Whether it be raising funds for an animal shelter or volunteering at a local church, Carter Mario’s statewide community outreach program, CarterCares, provides an opportunity for each of the firm’s six offices to select charities and organizations they would like to help and give back to. One such organization that Carter Mario attorney Jessica Ayala brought to the firm’s attention was Love146, an international human rights organization that is working to end child trafficking and exploitation through survivor care and prevention.
In an effort to spread awareness of this organization, attorney Ayala was joined by Carter Mario’s Marketing Director, Alex Mario, and Executive Director of Love146, Amy Casavina Hall, on WTNH’s CT Style. If you missed the segment, you can watch it below.
For 17 years, Love146 has worked hard to provide effective and thoughtful solutions in the fight to end child trafficking and exploitation. While many believe this to be an international problem, Ayala stresses, “this is something that happens in our backyard.”
Amy Casavina Hall, Executive Director of Love146, says that since 2014 the organization has worked with 500 youth in Connecticut that have been trafficked or that were being groomed for trafficking. When asked for a tip on what parents or caregivers should be aware of, Casavina shared that a majority of the youth that they have worked with met their trafficker through social media. She says that one of the most important things is to be educated and aware.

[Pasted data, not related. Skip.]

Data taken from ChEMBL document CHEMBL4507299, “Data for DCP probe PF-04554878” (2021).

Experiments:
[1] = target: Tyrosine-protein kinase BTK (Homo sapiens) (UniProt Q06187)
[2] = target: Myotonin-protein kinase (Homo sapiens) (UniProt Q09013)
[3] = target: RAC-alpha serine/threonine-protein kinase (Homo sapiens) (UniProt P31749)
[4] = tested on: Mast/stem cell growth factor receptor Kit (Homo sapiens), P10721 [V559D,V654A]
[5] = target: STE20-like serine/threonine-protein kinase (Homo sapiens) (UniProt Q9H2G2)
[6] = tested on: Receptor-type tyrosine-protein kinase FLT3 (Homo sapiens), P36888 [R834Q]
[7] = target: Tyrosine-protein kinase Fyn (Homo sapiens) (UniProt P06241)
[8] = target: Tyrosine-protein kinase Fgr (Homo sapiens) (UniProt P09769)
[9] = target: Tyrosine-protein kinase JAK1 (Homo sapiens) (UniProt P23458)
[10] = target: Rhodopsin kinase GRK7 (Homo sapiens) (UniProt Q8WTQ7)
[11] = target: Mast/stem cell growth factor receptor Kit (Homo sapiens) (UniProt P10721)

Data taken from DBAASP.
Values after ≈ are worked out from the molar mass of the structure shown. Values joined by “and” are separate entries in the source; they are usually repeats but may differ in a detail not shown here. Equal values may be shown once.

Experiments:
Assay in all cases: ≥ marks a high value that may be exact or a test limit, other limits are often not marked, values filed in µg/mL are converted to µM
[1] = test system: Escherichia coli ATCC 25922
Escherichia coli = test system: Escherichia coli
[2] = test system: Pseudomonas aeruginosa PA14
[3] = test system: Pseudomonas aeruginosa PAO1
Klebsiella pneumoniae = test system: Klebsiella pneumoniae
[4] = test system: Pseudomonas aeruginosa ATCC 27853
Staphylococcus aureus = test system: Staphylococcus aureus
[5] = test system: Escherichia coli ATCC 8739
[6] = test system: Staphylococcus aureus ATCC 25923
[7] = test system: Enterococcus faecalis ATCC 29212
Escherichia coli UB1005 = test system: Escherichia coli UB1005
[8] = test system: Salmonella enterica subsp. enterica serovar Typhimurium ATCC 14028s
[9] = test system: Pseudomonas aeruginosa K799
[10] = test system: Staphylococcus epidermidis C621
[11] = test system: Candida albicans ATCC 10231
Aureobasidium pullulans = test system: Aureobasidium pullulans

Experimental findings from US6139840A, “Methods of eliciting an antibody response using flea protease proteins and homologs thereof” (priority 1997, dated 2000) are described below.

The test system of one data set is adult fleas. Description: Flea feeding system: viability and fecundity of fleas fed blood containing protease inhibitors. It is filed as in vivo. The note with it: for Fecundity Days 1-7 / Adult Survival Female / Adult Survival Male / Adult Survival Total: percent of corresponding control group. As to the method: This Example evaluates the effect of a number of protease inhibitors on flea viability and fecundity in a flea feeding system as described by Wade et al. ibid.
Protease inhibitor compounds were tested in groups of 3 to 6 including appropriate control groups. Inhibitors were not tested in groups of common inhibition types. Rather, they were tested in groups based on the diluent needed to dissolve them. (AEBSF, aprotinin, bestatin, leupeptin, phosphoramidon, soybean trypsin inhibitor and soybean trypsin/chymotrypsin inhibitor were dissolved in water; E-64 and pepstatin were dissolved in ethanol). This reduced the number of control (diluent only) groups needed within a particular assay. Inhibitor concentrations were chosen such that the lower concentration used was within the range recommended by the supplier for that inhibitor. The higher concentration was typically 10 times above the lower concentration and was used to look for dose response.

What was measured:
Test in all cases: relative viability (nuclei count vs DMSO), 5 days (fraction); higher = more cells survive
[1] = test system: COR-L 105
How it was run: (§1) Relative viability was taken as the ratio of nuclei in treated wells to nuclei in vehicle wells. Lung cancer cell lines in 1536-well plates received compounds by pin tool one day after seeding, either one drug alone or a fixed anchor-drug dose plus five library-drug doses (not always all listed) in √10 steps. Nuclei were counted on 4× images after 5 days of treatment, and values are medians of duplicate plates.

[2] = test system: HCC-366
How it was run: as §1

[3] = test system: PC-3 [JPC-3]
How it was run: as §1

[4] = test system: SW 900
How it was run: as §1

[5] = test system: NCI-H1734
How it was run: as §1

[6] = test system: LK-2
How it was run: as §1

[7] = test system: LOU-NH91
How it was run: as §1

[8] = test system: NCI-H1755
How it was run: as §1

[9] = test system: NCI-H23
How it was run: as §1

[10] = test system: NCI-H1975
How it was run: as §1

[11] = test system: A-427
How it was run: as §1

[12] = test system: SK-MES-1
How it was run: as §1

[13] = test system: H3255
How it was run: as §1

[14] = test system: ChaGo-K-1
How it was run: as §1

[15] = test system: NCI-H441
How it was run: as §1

Risk Factors and Recruitment Tactics
According to 2018 statistics from the National Human Trafficking Hotline, the five biggest risk factors for human trafficking include:
- Recent migration/relocation;
- Substance use;
- Unstable housing;
- Runaway/homeless youth; and
- Mental health concerns.
The top recruitment tactics for sex trafficking include things such as a job offer/advertisement, a false promise/fraud, and even a marriage proposition (the most commonly used tactic). For labor trafficking, these tactics include things such as a job offer/advertisement (the most common), false promises/fraud, and coercion.
From 2017 to 2018, the number of cases of human trafficking increased by 25 percent. From phone calls, texts, and web chats, to web forms and emails, the Hotline was contacted more than 41,000 times in 2018, with almost 11,000 cases of human trafficking reported and more than 23,000 survivors identified.
Are You a Survivor?
Aside from being informed, there are points of access that can potentially help those impacted. If you believe that you or someone you know is in danger, call the National Trafficking Hotline right away at 888-373-7888. This hotline serves to connect victims and survivors of sex and labor trafficking with services and support to get help and to stay safe.